Page 1: Biography
Batten, Jean Gardner
This biography, written by Ian Mackersey, was first published in the Dictionary of New Zealand Biography in 1998. It was updated in February, 2006.
One of the great international aviators of the 1930s, Jean Gardner Batten was born on 15 September 1909 in Rotorua, the only daughter of a dentist, Frederick Harold Batten, and his wife, Ellen (Nellie) Blackmore. She was christened Jane after her grandmother, but soon became known as Jean. She had two elder brothers; a third had died in infancy. On the wall beside her cot Ellen pinned a newspaper picture of the French pilot Louis Blériot, who had just flown the English Channel – a statement that her newborn daughter's generation would be capable of similar achievements.
A tiny and frail baby, Jean enjoyed special nurturing and was fussed over by the whole family. Her mother, a tall, handsome woman, was a thwarted actress with strong feminist views. Domineering and possessive, she was obsessed with healthy living and instilled in her daughter nutritional habits that she was to embrace all her life.
In 1913 the Batten family moved to Auckland, and at five Jean was enrolled at Melmerley Ladies' School in Parnell. The family's life was disrupted by the First World War, during which her father served on the Western Front. With the loss of his earnings they fell on hard times and were forced to live in a succession of cheap and shabby lodgings; Jean was moved to a state school. Nevertheless, Ellen gave her daughter's welfare and development high priority. At an early age she encouraged her to become a high achiever in a masculine world, something Ellen had wanted to do herself. She also took Jean to Mission Bay to watch the Walsh brothers' flying boats, in which pilots were being trained for war service.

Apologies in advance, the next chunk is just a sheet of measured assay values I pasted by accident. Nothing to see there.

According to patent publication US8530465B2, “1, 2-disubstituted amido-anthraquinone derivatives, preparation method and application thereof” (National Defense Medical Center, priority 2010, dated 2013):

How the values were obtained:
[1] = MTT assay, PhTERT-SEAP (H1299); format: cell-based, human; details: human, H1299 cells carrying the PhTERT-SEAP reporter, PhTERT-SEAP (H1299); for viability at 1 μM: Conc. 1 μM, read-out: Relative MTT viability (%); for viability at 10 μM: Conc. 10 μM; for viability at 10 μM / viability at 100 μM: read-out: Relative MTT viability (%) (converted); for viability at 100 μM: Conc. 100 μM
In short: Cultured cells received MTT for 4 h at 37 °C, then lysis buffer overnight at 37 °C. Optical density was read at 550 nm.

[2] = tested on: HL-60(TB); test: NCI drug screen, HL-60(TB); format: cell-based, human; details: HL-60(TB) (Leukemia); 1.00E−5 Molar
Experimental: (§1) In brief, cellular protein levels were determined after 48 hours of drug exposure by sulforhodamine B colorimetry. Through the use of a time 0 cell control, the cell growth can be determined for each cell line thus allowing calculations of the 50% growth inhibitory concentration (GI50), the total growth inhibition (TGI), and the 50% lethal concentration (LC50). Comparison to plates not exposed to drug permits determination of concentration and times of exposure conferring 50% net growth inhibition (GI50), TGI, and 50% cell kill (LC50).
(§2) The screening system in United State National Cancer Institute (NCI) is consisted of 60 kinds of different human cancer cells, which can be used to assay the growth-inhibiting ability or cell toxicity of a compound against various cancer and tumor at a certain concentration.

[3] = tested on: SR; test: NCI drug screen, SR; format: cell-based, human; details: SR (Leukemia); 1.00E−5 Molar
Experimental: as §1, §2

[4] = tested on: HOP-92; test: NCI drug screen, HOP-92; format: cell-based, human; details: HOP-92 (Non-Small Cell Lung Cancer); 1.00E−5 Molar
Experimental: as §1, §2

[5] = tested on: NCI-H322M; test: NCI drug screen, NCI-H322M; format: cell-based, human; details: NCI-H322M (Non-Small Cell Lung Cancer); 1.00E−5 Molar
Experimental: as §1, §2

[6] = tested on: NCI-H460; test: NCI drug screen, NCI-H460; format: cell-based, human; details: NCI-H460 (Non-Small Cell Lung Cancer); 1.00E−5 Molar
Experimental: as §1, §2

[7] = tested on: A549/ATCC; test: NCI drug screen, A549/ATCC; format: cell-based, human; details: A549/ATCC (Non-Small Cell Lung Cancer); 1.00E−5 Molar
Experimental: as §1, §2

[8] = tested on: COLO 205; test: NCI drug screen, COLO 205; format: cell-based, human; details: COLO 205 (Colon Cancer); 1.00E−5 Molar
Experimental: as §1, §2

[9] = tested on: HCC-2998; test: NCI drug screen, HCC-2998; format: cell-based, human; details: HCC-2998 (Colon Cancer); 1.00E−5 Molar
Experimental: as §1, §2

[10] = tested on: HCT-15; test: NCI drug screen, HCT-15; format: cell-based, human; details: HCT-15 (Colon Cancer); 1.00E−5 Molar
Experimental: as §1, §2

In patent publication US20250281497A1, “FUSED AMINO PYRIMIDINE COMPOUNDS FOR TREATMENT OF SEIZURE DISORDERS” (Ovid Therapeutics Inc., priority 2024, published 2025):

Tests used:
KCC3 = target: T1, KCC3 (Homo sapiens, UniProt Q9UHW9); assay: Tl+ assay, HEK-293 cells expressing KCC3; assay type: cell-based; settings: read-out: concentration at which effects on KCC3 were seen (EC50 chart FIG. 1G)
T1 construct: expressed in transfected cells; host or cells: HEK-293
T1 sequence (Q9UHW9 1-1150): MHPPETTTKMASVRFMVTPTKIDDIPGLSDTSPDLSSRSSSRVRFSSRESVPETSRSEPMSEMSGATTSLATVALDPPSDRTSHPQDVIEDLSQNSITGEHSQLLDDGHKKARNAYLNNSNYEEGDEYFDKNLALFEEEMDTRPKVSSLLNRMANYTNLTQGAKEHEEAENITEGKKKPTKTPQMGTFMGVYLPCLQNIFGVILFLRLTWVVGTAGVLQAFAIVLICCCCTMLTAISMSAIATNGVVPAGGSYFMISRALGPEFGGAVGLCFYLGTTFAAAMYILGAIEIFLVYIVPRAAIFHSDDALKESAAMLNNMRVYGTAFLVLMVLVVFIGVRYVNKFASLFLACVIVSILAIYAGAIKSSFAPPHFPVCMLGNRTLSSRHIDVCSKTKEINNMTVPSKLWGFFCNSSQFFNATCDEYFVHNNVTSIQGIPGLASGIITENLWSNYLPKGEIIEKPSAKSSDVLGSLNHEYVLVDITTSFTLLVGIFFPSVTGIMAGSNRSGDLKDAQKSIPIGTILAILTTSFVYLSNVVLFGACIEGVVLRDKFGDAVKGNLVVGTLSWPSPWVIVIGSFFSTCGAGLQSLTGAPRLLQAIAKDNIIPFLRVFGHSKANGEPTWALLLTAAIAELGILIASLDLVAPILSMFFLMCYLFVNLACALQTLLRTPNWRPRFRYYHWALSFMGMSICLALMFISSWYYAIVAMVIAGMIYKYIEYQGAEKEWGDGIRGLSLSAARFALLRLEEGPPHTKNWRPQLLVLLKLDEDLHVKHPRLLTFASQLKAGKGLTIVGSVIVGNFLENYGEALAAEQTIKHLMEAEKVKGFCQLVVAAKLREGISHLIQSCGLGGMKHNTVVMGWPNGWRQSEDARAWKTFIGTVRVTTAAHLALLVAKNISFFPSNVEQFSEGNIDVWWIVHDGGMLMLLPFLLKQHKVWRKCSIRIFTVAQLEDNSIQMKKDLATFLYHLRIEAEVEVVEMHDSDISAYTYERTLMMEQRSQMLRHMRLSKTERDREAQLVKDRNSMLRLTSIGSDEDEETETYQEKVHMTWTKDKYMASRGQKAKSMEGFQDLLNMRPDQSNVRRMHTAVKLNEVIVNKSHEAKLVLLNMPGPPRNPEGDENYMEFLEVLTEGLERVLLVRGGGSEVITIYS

By the time Fred Batten returned to Auckland in 1919, Ellen had grown used to being head of the house and was reluctant to relinquish the role. There were soon bitter quarrels and, around 1920, they separated permanently. Jean went to live with her mother, with whom she would develop a close and intense relationship. Funded by her father, she was sent as a boarder to the Ladies' College in Remuera, where she excelled, winning prizes in many subjects. Although she had now become a healthy and beautiful young woman, she acquired a reputation at the school as a loner: a highly intelligent, solitary person whom few could warm to.
At the end of 1924, soon after her 15th birthday, Jean enrolled at a secretarial school and began to study the piano and ballet with a view to performing professionally in both. However, in May 1927 her ambitions dramatically changed. Inspired by Charles Lindbergh's solo non-stop crossing of the Atlantic Ocean, she yearned to fly, an ambition that her mother encouraged. In 1929 Ellen took Jean to Sydney and arranged for her to fly with the Australian aviator Charles Kingsford Smith in his tri-motor Southern Cross. The experience made her more than ever determined to become a pilot – and a famous one, competing on equal terms with men.